To tell Revolution to issue an updateSwirl message at the appropriate time. Similarly, when the updateSwirl handler is actually called and finishes execution it again schedules an update - causing a perpetual loop: schedule, wait, update, schedule, wait, update, ... Importantly, this results in a sequence of calls to updateSwirl at appropriate intervals that (hopefully) don't tax the processor too much!
The updateSwirl handler is the work-horse of the animation loop - it uses the various properties set on the Glow (see the previous part of this series for details of these) together with the circularPath function to work out where the glow should be and then updates the gradient appropriately. This is all quite straightforward, but one important note deserves mention - the time used to calculate the location of the gradient is based on the system clock.
When startSwirl is invoked it stores the current time (in milliseconds) in the variable sSwirlTime . This value is used at the start of updateSwirl to work out how far along the animation is:
put the millseconds sSwirlTime into tAnimationTime
It is this time, tAnimationTime, that is passed to circularPath . i.e. We base how far we are along in the animation on physical time and not synthetic.
Basing the update to the animation on the amount of physical time passed rather than the number of updates that have occurred (or some synthetic notion of frame number) is the key to smooth animation. Indeed, the parametric representation of any movement is perfect for this since we have (by definition) a value for our animated properties for any time value!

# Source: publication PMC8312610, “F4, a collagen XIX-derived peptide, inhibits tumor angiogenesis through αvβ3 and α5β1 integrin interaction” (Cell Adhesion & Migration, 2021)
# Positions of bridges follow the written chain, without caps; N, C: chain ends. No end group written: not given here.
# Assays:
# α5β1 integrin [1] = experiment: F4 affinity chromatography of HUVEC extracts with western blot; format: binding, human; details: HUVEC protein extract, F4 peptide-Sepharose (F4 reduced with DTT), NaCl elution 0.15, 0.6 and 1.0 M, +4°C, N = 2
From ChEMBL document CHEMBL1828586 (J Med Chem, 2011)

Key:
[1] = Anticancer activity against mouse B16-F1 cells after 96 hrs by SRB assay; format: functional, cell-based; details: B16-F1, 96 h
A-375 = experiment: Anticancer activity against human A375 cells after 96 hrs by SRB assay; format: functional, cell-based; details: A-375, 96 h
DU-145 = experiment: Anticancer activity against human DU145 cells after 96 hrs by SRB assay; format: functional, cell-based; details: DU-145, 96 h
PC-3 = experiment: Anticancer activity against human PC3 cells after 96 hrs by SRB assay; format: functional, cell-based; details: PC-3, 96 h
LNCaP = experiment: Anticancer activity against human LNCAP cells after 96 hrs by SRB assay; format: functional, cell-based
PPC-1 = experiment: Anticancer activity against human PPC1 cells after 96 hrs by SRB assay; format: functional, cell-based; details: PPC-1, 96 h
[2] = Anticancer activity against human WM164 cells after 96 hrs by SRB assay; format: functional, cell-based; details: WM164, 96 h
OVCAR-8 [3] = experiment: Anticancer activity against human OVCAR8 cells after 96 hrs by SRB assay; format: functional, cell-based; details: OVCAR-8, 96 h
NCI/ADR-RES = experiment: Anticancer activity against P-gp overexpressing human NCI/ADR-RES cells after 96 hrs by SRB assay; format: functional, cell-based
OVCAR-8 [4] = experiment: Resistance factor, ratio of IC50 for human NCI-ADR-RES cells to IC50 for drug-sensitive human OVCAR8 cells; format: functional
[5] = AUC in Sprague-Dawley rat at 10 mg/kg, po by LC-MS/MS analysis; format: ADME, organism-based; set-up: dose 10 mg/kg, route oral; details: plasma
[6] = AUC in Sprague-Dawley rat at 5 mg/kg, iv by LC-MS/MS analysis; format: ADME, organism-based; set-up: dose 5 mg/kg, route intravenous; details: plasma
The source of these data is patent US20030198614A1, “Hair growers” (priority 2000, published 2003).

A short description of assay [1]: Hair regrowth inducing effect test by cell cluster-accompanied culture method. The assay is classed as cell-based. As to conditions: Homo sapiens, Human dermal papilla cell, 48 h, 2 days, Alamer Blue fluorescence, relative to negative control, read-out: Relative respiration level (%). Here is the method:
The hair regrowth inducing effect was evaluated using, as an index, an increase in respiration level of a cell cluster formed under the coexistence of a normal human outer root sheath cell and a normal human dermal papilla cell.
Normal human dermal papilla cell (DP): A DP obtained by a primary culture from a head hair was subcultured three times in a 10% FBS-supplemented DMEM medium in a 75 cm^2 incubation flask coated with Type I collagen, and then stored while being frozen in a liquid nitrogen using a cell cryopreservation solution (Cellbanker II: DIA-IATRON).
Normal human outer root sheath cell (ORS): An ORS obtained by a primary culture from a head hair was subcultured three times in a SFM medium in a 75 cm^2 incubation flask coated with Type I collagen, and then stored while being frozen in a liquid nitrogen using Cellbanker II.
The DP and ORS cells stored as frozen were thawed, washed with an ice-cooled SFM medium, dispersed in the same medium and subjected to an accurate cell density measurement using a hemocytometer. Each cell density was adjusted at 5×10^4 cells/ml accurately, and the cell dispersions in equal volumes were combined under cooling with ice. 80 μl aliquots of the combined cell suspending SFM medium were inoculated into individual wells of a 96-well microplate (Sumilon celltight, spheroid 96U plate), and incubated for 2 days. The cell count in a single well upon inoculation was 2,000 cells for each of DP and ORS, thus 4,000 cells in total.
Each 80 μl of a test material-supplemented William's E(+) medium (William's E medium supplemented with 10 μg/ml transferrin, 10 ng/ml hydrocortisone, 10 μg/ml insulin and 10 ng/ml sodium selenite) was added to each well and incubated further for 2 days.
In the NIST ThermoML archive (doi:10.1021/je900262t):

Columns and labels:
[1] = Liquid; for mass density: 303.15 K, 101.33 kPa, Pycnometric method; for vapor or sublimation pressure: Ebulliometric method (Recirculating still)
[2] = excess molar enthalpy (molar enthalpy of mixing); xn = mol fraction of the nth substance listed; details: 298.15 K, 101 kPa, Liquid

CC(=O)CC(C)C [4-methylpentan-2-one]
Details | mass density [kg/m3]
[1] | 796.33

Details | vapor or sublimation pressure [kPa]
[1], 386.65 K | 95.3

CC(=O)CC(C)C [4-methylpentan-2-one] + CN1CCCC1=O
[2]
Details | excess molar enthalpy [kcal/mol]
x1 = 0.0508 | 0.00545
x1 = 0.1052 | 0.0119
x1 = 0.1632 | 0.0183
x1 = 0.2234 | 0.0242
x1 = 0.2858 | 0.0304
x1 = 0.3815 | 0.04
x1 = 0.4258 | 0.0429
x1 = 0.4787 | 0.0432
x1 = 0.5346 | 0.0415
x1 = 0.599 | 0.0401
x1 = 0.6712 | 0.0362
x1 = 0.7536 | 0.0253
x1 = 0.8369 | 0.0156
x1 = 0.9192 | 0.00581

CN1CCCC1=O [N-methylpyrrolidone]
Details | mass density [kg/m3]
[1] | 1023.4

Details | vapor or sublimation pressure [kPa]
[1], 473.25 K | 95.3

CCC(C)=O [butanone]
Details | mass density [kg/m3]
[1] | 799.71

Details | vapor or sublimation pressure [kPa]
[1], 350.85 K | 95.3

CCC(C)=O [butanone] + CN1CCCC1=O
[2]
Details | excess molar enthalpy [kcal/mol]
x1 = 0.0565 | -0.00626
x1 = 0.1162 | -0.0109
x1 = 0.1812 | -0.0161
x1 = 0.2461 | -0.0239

Of course, it isn't just circular motion we can obtain by this method - we can make things move along any path for which we can come up with a function that returns a point for each moment in time. I've implemented a second example path on the second card of the example - rectangularPath . Like the code for circularPath this can be found in the card script although its a little more complex then that for a circle!
Another example of a parametric path you might want to try is a simple linear one. To model the movement of a point along a straight line between two points ( ax , ay ) and ( bx , by ) you can use:
x( t ) := t * ax + (1 - t ) * bx
y( t ) : = t * ay + (1 - t ) * by
Coding this in a similar vein to the rectangular and circular ones would result in something like:
function linearPath pTime, pStart, pFinish, pSpeed local tScaledTime put pTime * pSpeed / 1000 into tScaledTime put tScaledTime - trunc (tScaledTime) into tScaledTime return vectorScale (pStart, tScaledTime) + vectorScale \ (pFinish, 1 tScaledTime) end linearPath
Although as it stands this version will result in a movement that goes from start to finish and then bounces back to the start again...
In the next (and final) part of this series I'll finish the more in depth look into the functioning of the crystal ball stack by showing how the easing in and easing out of the movements is achieved using a simple state based technique.